By B. Aldo. C. R. Drew University of Medicine and Science. 2018.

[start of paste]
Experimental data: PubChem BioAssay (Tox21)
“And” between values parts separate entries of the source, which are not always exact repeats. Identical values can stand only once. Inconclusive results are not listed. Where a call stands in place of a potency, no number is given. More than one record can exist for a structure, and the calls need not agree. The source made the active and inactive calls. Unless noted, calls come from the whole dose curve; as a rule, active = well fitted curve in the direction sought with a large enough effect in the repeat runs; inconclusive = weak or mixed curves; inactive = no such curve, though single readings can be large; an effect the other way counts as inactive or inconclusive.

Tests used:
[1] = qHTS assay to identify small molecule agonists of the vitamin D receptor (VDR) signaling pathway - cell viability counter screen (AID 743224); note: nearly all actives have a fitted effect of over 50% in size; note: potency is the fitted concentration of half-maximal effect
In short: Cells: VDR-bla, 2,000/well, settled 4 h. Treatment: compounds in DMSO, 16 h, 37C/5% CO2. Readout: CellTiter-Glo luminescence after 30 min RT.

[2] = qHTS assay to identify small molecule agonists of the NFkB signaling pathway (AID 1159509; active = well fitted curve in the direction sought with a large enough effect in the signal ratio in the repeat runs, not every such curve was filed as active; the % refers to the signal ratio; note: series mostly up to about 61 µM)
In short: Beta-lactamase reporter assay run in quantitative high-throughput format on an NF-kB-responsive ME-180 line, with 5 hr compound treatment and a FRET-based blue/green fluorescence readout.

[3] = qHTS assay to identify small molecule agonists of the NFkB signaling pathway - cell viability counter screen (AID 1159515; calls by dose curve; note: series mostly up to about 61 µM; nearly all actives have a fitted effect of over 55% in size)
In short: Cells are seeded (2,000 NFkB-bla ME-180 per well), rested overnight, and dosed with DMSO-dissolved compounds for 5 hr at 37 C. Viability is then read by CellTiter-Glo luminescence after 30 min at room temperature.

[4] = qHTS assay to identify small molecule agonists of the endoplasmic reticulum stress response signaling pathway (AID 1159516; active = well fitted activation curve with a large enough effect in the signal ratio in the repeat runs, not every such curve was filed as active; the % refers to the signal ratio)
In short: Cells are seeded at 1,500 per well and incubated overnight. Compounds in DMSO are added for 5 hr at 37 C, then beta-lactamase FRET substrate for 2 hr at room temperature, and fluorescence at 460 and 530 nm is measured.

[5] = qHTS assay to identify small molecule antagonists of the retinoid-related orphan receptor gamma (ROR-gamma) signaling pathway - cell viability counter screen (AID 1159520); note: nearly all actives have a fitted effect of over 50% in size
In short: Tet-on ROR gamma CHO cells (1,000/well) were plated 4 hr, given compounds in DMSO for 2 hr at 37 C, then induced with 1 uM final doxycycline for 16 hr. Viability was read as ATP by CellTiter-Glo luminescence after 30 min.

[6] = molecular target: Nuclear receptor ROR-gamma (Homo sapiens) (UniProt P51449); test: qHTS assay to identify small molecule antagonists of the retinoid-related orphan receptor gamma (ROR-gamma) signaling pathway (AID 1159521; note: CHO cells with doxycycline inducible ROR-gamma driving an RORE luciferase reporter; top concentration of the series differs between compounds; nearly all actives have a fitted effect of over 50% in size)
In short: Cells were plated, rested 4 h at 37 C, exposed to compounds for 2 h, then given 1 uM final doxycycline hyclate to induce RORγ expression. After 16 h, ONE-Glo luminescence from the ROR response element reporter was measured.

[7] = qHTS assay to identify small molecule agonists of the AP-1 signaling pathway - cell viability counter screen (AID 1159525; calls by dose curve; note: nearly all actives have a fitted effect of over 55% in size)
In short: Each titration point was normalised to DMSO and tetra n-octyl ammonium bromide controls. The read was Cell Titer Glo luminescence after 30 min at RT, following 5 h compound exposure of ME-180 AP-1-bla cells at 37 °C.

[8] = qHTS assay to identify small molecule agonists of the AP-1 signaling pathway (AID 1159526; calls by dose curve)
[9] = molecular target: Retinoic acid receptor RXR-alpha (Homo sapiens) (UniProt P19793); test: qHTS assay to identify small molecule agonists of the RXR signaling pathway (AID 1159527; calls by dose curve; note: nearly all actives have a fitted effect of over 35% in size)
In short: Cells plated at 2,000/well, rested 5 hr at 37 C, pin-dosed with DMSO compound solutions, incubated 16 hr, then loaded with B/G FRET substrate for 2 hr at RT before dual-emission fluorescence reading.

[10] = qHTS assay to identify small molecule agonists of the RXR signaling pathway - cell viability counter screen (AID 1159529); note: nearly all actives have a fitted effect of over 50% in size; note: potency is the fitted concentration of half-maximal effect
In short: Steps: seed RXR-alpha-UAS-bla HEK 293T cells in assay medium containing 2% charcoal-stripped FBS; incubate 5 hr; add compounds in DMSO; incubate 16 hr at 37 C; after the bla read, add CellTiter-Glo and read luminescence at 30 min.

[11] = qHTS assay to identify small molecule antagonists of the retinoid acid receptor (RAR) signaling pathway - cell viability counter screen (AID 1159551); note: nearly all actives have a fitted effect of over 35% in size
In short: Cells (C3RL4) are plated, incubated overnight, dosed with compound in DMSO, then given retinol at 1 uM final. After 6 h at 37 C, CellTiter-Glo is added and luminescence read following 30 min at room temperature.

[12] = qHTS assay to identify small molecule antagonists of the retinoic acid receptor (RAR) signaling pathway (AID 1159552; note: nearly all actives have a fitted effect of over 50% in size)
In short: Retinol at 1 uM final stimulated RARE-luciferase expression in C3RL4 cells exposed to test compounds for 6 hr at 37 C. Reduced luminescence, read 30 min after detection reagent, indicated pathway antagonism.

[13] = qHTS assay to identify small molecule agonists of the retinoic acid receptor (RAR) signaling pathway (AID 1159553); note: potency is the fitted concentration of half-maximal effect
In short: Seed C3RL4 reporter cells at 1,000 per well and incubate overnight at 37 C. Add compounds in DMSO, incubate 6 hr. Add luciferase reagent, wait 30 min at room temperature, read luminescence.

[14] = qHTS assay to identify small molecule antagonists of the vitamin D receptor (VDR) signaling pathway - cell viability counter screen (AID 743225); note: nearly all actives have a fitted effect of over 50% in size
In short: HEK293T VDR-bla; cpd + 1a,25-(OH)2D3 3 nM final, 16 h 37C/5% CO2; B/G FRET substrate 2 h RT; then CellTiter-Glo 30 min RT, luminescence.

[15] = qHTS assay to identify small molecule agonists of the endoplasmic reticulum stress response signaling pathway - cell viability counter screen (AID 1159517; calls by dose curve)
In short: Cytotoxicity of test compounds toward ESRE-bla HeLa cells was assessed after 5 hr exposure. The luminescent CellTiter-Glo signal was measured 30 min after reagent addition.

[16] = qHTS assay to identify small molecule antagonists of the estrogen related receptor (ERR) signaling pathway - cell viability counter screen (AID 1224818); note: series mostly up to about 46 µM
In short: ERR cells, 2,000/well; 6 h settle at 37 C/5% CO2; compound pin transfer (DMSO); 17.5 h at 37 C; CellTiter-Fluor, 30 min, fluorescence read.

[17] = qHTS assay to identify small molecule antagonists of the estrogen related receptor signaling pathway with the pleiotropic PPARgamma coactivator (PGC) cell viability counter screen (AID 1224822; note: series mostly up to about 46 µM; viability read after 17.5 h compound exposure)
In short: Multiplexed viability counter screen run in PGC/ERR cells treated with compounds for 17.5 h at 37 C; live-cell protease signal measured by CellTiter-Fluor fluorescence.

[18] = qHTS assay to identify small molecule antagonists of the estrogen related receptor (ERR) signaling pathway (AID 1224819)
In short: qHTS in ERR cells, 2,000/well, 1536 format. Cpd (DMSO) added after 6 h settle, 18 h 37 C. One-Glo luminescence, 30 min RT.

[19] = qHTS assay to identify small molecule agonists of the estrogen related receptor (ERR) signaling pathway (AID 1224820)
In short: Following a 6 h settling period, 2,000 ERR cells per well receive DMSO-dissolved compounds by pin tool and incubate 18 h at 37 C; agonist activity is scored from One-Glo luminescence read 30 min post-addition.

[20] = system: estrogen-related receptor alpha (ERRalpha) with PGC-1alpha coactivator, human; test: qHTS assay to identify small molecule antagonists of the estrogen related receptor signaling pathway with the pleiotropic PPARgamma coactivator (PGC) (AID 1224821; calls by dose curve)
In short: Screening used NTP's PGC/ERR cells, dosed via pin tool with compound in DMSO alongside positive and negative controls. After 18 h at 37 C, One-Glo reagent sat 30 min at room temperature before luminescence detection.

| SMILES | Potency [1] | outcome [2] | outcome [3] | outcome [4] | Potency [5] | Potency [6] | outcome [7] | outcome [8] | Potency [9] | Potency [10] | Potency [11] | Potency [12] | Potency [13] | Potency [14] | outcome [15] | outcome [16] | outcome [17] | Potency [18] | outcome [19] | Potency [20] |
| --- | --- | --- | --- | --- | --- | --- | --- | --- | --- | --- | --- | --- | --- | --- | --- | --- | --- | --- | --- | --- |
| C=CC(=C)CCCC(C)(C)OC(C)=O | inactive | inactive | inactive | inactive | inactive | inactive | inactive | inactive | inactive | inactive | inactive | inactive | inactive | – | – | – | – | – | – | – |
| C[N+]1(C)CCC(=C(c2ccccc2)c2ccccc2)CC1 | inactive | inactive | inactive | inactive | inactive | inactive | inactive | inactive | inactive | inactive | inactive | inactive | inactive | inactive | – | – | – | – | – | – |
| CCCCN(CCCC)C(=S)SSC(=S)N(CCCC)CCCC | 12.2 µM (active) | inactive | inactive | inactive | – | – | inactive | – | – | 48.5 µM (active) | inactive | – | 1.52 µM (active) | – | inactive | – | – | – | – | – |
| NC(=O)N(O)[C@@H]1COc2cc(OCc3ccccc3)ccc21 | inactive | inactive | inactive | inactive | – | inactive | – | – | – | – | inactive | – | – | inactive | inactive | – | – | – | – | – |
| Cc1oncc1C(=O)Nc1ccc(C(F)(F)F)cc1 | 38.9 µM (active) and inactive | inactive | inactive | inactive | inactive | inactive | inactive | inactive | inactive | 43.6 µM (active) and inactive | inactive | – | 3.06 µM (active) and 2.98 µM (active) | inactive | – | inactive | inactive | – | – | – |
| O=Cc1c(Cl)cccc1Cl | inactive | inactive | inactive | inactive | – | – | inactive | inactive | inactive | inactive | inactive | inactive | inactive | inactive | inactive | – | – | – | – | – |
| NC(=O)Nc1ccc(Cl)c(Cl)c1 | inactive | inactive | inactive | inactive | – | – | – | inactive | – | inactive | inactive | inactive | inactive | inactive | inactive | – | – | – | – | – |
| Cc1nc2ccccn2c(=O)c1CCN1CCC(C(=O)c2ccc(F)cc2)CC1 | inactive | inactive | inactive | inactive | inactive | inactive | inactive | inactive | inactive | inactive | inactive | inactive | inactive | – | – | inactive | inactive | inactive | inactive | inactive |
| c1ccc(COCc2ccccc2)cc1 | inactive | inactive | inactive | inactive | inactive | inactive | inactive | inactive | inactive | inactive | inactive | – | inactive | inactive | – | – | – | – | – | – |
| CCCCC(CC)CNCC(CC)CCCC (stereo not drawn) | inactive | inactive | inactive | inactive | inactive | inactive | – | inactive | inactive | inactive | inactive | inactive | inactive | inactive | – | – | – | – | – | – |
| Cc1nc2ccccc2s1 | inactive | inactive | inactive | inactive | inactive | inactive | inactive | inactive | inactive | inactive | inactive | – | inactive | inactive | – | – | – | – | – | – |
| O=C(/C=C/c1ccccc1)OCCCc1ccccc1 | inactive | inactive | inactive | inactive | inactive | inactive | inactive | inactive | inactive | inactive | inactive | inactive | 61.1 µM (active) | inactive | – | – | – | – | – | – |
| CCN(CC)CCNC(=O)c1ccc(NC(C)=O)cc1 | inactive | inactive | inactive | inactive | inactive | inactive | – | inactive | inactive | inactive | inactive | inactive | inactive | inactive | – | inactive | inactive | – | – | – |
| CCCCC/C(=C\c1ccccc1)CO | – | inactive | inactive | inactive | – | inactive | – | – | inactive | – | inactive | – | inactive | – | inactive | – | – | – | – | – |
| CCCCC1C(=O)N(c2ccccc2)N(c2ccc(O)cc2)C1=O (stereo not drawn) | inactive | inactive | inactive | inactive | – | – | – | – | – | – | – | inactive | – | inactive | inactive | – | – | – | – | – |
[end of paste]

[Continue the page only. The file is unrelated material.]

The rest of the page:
I used to get it before going out for nights out with friends purchase 100 mg zenegra fast delivery, and it kinda stopped me from doing it as I’d rather not go out and stress about the feeling purchase zenegra 100mg fast delivery, but now I have it [2] all the time so it doesn’t really make a difference anymore zenegra 100mg free shipping. The sufferer cannot deal with what is causing the anxiety cheap zenegra 100mg on-line, nor avoid it order zenegra 100 mg on line, because there is no clear cause for anxiety. In fact, the sufferer frequently knows, at least cognitively, that there is really nothing to worry about. Generalized anxiety disorder is most likely to develop between the ages of 7 and 40 years, but its influence may in some cases lessen with [4] age (Rubio & Lopez-Ibor, 2007). I was driving home, my three little girls were in their car seats in the back, and all of a sudden I couldn‘t breathe, I broke out into a sweat, and my heart began racing and literally beating against my ribs! Symptoms of a panic attack include shortness of breath, heart palpitations, trembling, dizziness, choking sensations, nausea, and an intense feeling of dread or impending doom. Panic attacks can often be mistaken for heart attacks or other serious physical illnesses, and they may lead the person experiencing them to go to a hospital emergency room. Panic attacks may last as little as one or as much as 20 minutes, but they often peak and subside within about 10 minutes. They focus their attention on the thoughts and images of their fears, becoming excessively sensitive to cues that signal the possibility of threat (MacLeod, Rutherford, Campbell, Ebsworthy, & Holker, [6] 2002). They may also become unsure of the source of their arousal, misattributing it to situations that are not actually the cause. As a result, they may begin to avoid places where attacks have occurred in the past, such as driving, using an elevator, or being in public places. Phobias A phobia (from the Greek word phobos, which means “fear‖) is a specific fear of a certain object, situation, or activity. The fear experience can range from a sense of unease to a full- blown panic attack. Most people learn to live with their phobias, but for others the fear can be so debilitating that they go to extremes to avoid the fearful situation. A sufferer of arachnophobia (fear of spiders), for example, may refuse to enter a room until it has been checked thoroughly for spiders, or may refuse to vacation in the countryside because spiders may be there. A common phobia is social phobia, extreme shyness around people or discomfort in social situations. Social phobia may be specific to a certain event, such as speaking in public or using a public restroom, or it can be a more generalized anxiety toward almost all people outside of close family and friends. People with social phobia will often experience physical symptoms in public, such as sweating profusely, blushing, stuttering, nausea, and dizziness. They are convinced that everybody around them notices these symptoms as they are occurring. The most incapacitating phobia is agoraphobia, defined as anxiety about being in places or situations from which escape might be difficult or embarrassing, or in which help may not be [7] available (American Psychiatric Association, 2000). Typical places that provoke the panic attacks are parking lots; crowded streets or shops; and bridges, tunnels, or expressways. People (mostly women) who suffer from agoraphobia may have great difficulty leaving their homes and interacting with other people. Phobias affect about 9% of American adults, and they are about twice as prevalent in women as in men (Fredrikson, Annas, Fischer, & Wik, 1996; Kessler, Meron-Ruscio, Shear, & Wittchen, [8] 2009). In most cases phobias first appear in childhood and adolescence, and usually persist into adulthood. As he describes it, I have got this obsessive-compulsive disorder where I have to have everything in a straight line or everything has to be in pairs. I’ll put my Pepsi cans in the fridge and if there’s one too many then I’ll put it in another cupboard somewhere. Before I can relax, I have to move all the leaflets and all the books and put them in a drawer. We may continuously replay a favorite song in our heads, worry about getting the right outfit for an upcoming party, or find ourselves analyzing a series of numbers that seem to have a certain pattern. Washing your hands once or even twice to make sure that they are clean is normal; washing them 20 times is not. The sufferers know that these rituals are senseless, but they cannot bring themselves to stop them, in part because the relief that they feel after they perform them acts as a reinforcer, making the behavior more likely to occur again. I decided to change the kitchen around one day, get all new stuff, so I threw everything Attributed to Charles Stangor Saylor. They may lose interest in things they used to enjoy; startle easily; have difficulty feeling affection; and may experience terror, rage, depression, or insomnia. The symptoms may be felt especially when approaching the area where the event took place or when the anniversary of that event is near.